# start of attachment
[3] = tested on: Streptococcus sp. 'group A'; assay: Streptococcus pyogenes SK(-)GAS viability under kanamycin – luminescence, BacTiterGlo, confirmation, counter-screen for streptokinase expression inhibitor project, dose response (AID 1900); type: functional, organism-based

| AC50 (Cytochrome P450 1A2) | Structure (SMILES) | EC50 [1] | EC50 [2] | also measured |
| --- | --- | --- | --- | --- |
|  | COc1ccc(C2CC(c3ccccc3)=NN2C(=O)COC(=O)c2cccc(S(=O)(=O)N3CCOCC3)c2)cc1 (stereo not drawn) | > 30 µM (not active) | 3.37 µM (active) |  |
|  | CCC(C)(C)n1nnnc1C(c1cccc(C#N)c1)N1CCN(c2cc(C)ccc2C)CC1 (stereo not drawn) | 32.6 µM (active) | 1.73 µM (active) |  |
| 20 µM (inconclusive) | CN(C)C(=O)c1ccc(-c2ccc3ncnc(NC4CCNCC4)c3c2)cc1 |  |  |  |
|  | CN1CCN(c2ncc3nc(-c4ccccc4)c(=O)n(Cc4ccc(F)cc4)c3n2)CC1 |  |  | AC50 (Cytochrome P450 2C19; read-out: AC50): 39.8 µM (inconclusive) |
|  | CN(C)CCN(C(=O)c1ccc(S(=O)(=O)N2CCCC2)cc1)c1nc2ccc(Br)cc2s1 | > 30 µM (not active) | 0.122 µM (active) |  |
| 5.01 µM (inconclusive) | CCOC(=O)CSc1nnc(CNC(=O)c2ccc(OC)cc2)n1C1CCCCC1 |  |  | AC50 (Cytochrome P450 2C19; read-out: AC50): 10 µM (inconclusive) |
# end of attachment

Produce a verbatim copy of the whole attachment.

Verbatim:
[3] = tested on: Streptococcus sp. 'group A'; assay: Streptococcus pyogenes SK(-)GAS viability under kanamycin – luminescence, BacTiterGlo, confirmation, counter-screen for streptokinase expression inhibitor project, dose response (AID 1900); type: functional, organism-based

| AC50 (Cytochrome P450 1A2) | Structure (SMILES) | EC50 [1] | EC50 [2] | also measured |
| --- | --- | --- | --- | --- |
|  | COc1ccc(C2CC(c3ccccc3)=NN2C(=O)COC(=O)c2cccc(S(=O)(=O)N3CCOCC3)c2)cc1 (stereo not drawn) | > 30 µM (not active) | 3.37 µM (active) |  |
|  | CCC(C)(C)n1nnnc1C(c1cccc(C#N)c1)N1CCN(c2cc(C)ccc2C)CC1 (stereo not drawn) | 32.6 µM (active) | 1.73 µM (active) |  |
| 20 µM (inconclusive) | CN(C)C(=O)c1ccc(-c2ccc3ncnc(NC4CCNCC4)c3c2)cc1 |  |  |  |
|  | CN1CCN(c2ncc3nc(-c4ccccc4)c(=O)n(Cc4ccc(F)cc4)c3n2)CC1 |  |  | AC50 (Cytochrome P450 2C19; read-out: AC50): 39.8 µM (inconclusive) |
|  | CN(C)CCN(C(=O)c1ccc(S(=O)(=O)N2CCCC2)cc1)c1nc2ccc(Br)cc2s1 | > 30 µM (not active) | 0.122 µM (active) |  |
| 5.01 µM (inconclusive) | CCOC(=O)CSc1nnc(CNC(=O)c2ccc(OC)cc2)n1C1CCCCC1 |  |  | AC50 (Cytochrome P450 2C19; read-out: AC50): 10 µM (inconclusive) |